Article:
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    Measuring Post-Click Events: Best Practice Against “Fat-Finger Syndrome”

    Adriana Ullivarri
    Posted by Adriana Ullivarri on December 17, 2014

    Mobile marketing is a medium that is still considered to be quite new in comparison to more traditional mediums like the more established TV and online. As such, it is normal to feel some uncertainty or trepidation when marketers choose to invest in mobile marketing. The market’s lack of maturity means that there is a real coexistence of efficient and trusted solutions alongside some others which may be less proven or less appropriate to the reality of the mobile ecosystem.

    Often, a change of perspective is required to fully understand much of the mobile space; from the opportunities that the new formats present, to the pricing models that can provide a better fit for specific requirements and budgets. It is not appropriate to simply imitate models that have been applied in the online environment, because browsing the Internet from a mobile device is a totally different experience. In this context, the “fat-finger syndrome” – a phenomenon that we´ve come to recognise within the mobile advertising space – should be taken into consideration: Often users click on banners when they have absolutely no intention of doing so.

    Studies conducted over the last two years have claimed that up to 40 per cent of mobile ad clicks are either fraudulent or accidental, and have suggested that more than half of those are a result of fat finger syndrome. Another study found that just 12 per cent of smartphone users ever click on an advert intentionally and only 6 per cent actually go on to purchase following the interaction.

    A lot has been written about this “syndrome”, and often to the detriment of mobile advertising as a whole. It is true that it describes a reality that needs to be taken into account when we talk about mobile advertising, but the good news is that while this “syndrome” is maximised by the use of media buying technologies that just optimise CTRs, it also can be minimised by implementing the appropriate technology instead.

    We now have the capability to use technology, not only to measure impressions and clicks, but also to learn about user behavior with a more holistic approach. We can use advertising formats that require a “double click” or that include a distinct call to action, such as native ads, which reduce the fat finger errors. And, above all, we can measure what users do after they interact with banner adverts, and work with programmatic media buying platforms which use algorithms to take into account that all-important post-click behavior.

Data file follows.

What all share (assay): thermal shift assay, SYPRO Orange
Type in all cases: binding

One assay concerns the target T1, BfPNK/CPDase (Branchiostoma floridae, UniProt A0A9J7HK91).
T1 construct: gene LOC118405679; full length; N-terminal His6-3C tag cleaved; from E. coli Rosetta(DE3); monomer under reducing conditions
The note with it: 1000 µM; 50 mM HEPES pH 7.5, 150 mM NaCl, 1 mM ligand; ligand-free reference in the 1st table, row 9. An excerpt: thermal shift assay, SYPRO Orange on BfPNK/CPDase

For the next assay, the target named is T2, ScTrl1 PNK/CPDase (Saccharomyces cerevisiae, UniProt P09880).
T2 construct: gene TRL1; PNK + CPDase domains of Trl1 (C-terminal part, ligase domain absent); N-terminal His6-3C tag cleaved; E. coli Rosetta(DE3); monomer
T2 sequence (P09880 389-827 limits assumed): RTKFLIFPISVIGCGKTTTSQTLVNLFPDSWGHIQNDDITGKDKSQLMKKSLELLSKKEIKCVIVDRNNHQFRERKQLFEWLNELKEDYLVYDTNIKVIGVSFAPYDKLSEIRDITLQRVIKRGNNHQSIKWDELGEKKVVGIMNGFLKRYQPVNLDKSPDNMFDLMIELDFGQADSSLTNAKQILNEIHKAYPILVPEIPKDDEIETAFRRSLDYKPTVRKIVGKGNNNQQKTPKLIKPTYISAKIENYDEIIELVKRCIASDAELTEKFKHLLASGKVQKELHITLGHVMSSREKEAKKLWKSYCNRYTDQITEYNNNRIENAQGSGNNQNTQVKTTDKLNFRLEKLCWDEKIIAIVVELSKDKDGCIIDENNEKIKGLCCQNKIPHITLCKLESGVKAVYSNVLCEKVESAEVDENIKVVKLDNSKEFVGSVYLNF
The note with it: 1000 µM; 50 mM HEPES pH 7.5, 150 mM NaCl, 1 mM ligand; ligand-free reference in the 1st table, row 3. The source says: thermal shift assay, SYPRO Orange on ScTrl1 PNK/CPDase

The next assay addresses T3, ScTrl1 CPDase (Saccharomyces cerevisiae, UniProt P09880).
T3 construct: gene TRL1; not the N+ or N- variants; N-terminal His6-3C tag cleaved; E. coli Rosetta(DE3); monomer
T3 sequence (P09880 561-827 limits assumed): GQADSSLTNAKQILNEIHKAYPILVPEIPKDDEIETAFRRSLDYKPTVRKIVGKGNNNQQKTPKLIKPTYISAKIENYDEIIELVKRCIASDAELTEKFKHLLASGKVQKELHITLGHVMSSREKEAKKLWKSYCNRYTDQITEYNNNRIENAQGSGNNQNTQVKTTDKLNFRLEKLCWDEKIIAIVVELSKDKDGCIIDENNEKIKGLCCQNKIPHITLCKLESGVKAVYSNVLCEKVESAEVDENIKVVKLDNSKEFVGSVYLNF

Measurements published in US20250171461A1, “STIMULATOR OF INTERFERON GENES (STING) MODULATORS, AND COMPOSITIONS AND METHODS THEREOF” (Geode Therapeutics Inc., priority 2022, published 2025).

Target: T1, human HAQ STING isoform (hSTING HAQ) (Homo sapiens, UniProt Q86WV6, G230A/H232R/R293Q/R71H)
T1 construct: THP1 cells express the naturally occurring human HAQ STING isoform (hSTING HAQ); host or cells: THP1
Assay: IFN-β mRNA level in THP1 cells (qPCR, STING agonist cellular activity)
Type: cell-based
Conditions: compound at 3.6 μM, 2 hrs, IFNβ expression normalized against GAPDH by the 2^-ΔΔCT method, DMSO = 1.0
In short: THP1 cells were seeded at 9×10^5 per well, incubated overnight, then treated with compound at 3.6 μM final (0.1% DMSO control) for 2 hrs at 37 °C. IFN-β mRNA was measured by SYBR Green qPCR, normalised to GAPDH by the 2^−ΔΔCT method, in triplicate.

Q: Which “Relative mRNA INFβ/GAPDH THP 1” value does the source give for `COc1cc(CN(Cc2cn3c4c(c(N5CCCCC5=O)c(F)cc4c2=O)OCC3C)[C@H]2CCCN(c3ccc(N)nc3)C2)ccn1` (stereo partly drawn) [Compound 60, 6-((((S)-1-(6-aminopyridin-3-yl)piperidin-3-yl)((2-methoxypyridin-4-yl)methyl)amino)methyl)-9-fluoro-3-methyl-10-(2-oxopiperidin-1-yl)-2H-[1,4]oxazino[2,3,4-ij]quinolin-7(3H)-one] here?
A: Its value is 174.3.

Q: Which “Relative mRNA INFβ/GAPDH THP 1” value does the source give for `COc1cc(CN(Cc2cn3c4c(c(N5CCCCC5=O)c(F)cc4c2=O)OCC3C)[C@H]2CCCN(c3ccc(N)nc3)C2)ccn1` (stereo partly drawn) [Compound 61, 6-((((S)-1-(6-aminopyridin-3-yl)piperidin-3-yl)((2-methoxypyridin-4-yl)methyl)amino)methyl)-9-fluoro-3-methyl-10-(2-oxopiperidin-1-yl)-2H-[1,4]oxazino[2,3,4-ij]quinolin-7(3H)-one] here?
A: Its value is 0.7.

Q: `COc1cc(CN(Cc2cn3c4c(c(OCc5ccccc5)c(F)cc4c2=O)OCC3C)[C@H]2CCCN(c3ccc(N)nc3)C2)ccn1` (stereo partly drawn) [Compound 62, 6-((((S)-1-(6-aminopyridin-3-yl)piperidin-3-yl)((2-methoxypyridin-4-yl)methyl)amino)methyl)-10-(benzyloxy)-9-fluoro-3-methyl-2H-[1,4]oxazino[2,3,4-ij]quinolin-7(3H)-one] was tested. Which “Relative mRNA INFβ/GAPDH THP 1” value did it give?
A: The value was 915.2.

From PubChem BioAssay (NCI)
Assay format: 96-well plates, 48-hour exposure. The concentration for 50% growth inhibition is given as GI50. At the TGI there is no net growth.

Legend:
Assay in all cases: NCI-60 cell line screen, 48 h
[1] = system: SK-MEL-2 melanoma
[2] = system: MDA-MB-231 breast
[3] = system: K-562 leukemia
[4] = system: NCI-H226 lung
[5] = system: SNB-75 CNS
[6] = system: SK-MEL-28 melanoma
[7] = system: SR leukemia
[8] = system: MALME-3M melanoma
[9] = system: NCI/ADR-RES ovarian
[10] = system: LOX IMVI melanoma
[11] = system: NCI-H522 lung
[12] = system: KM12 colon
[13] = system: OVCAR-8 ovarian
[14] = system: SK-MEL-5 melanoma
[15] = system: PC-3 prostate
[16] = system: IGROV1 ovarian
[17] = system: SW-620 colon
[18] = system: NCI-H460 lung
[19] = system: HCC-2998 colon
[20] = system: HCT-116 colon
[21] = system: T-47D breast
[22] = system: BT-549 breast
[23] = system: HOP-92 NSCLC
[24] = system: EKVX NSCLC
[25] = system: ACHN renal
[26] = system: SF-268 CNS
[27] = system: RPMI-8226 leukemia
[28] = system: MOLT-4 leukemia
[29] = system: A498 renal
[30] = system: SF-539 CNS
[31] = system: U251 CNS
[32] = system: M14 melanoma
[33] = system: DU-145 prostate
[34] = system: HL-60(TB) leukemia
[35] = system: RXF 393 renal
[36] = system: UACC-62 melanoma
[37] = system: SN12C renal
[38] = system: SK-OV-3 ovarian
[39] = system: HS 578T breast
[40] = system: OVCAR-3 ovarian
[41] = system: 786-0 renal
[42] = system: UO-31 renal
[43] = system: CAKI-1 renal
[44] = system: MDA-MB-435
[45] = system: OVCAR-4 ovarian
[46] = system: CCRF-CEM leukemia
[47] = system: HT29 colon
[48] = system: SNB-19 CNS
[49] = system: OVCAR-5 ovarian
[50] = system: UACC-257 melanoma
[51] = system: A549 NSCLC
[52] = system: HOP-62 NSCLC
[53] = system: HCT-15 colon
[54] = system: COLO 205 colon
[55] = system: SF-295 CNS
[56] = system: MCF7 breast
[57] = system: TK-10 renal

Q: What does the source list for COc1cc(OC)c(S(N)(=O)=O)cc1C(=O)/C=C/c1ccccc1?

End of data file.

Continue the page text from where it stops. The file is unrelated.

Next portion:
There are technology platforms today, like mediasmart, that can track accurately almost any post-click event: from calls to a call center, to visits or registrations in a website, or installs and use of apps, etc. If a programmatic platform buys media in real time, impression by impression, depending on the probability each impression has of turning into a post-click interaction, by definition, it will not buy those impressions that generated non-intended clicks, simply because these clicks will rarely be followed by any interaction other than the closing of the ad.

    For example, we have seen campaigns with an airline driving flight ticket purchases though an app, or campaigns where a car manufacturer drives complete video views by unique users, in which certain publishers have been naturally “selected out” by the media buying algorithm due to low performance, in spite of very good CTRs. This is a clear indication of publishers or advertising formats with a high rate of unintentional clicks.

    In summary, the fat finger syndrome is a real issue, particularly in the mobile advertising world, and especially for platforms that only optimise CTR – which, precisely because of this syndrome should not be the sole indicator of success for any campaign. But the industry has now progressed. It is now a problem that can be minimised as much as to make it almost insignificant if you use the appropriate technology, or work with providers with the proper technology.

    Topics: attribution